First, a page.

Foreign Correspondents Have Played Critical Roles in American Journalism< < Back to
The concept of using foreign correspondents housed in other countries to help inform the American public of the news is a concept that goes back to Colonial days.
Yet today, news organizations have drastically cut back on full-time correspondents abroad opting instead for a smaller reporting corps and the use of free-lancers and citizen journalists.
So says long-time journalists and authors John Maxwell Hamilton and Peter Copeland as they discussed the history, present and future of using foreign correspondents to report news to America.
Hamilton claims that Colonists re-published the news from newspapers abroad that arrived in the Colonies on ships. He says that the interest in the American public, at that time, was high to learn of news from the homelands of immigrants.
Foreign correspondents also were used to convey news in the 19th Century and on through the 20th Century, according to Hamilton. He believes, however, that the pinnacle of the status of the foreign correspondent was between World War I and World War II.
Copeland states unfortunately that news organizations started cutting foreign correspondent staffs as a cost cutting measure at the end of the 20th Century and the beginning of the 21st Century. He notes that now news organizations are relying more and more on freelance correspondents or citizen reporting through smart phones.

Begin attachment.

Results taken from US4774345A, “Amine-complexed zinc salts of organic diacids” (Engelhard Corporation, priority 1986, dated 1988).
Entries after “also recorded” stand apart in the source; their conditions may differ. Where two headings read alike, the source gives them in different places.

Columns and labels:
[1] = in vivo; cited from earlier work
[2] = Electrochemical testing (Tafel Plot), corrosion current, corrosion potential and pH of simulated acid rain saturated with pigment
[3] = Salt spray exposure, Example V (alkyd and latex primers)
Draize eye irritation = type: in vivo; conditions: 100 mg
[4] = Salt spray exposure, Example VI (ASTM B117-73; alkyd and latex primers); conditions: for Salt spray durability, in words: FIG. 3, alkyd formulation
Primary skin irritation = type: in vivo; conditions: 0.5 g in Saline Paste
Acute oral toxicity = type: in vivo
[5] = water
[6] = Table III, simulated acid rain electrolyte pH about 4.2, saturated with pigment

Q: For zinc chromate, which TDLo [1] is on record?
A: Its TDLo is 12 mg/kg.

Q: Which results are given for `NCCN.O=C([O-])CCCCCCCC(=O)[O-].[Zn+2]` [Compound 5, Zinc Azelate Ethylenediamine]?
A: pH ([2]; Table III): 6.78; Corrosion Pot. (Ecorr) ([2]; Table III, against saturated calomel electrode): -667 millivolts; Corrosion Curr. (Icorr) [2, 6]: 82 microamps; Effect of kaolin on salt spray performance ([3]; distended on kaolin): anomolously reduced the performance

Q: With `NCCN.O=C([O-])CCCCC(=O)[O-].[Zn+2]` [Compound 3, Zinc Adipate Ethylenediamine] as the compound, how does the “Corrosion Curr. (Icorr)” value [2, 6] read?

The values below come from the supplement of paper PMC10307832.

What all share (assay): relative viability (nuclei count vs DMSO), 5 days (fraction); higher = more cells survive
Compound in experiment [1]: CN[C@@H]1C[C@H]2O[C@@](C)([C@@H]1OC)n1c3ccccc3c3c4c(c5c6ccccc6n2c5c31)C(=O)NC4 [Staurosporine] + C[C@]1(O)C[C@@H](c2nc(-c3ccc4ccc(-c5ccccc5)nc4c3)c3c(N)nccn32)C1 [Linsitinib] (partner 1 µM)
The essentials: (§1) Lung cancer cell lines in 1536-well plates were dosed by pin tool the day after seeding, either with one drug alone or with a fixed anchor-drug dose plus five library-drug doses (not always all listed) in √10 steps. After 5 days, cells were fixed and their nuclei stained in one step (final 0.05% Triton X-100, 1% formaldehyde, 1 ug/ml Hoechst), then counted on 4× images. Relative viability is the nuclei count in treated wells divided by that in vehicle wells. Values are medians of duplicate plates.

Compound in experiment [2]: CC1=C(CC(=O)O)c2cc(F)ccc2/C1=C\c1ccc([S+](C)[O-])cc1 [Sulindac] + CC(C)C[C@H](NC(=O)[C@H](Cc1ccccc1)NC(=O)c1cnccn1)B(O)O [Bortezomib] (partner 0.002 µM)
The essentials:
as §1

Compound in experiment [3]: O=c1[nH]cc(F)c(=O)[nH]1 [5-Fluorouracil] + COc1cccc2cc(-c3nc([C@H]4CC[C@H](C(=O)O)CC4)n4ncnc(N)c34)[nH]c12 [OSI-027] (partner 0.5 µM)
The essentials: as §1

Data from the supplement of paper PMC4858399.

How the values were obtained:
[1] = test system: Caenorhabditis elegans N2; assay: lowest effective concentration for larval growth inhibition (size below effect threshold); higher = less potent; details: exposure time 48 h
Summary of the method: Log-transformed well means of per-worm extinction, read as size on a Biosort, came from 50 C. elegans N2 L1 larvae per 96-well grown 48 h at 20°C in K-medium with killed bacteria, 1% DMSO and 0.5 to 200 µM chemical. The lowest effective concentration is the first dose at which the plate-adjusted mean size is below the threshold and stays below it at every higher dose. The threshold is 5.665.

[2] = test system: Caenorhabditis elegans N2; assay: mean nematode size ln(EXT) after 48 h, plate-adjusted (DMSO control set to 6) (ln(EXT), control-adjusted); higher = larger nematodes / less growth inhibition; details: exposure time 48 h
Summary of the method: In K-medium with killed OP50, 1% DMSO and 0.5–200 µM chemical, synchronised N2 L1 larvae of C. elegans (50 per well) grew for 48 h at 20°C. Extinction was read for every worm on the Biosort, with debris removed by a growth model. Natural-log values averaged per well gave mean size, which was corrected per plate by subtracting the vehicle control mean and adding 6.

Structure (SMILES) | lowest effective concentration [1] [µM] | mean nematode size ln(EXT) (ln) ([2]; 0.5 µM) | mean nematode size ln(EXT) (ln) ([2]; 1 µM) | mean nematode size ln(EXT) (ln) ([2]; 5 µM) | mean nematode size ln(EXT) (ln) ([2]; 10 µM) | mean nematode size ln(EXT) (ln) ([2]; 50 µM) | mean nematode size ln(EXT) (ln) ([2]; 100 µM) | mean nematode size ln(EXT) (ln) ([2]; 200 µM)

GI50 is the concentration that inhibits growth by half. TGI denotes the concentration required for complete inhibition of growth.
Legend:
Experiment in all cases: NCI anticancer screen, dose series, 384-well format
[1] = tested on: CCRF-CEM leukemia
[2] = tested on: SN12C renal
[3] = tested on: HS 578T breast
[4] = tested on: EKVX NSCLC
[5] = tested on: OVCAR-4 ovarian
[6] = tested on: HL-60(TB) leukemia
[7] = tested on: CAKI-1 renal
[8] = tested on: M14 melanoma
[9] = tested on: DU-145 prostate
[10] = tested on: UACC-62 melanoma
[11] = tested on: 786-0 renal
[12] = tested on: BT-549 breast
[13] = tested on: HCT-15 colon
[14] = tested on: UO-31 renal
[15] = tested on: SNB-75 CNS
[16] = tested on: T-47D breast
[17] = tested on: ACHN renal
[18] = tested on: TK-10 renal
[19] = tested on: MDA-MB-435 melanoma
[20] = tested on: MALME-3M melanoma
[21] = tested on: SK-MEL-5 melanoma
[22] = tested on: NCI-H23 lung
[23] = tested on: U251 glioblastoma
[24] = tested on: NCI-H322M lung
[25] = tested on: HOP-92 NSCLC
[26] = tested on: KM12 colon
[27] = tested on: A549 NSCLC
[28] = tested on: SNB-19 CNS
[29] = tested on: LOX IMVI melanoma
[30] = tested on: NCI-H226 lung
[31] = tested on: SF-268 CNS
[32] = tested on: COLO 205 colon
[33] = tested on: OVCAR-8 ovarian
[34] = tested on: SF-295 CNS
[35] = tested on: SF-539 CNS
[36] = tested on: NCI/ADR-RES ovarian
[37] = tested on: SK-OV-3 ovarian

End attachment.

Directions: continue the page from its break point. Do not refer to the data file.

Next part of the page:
He notes that it is extremely difficult, if not impossible, to check the accuracy of the some citizen reporting from world hotspots, thereby making accurate reporting difficult, at times.
Hamilton is the Hopkins P. Breazeale Professor in Louisiana State University’s Manship School of Journalism and a Senior Scholar at the Woodrow Wilson International Center, in Washington, D.C. He also was the founding dean of the Manship School and served as executive vice chancellor and provost at LSU.
His most recent book is “Journalism’s Roving Eye” that won the Goldsmith Prize.
Copeland has been a reporter for four decades and has covered everything from local crime stories to foreign news as a correspondent. He most recently was the editor and general manager of the Scripps Howard News Service in Washington, D.C.
His latest book has just been released. It is “Finding the News: Adventures of a Young Reporter.” It is a recount of part of Copeland’s career but it also offers advice for aspiring young journalists.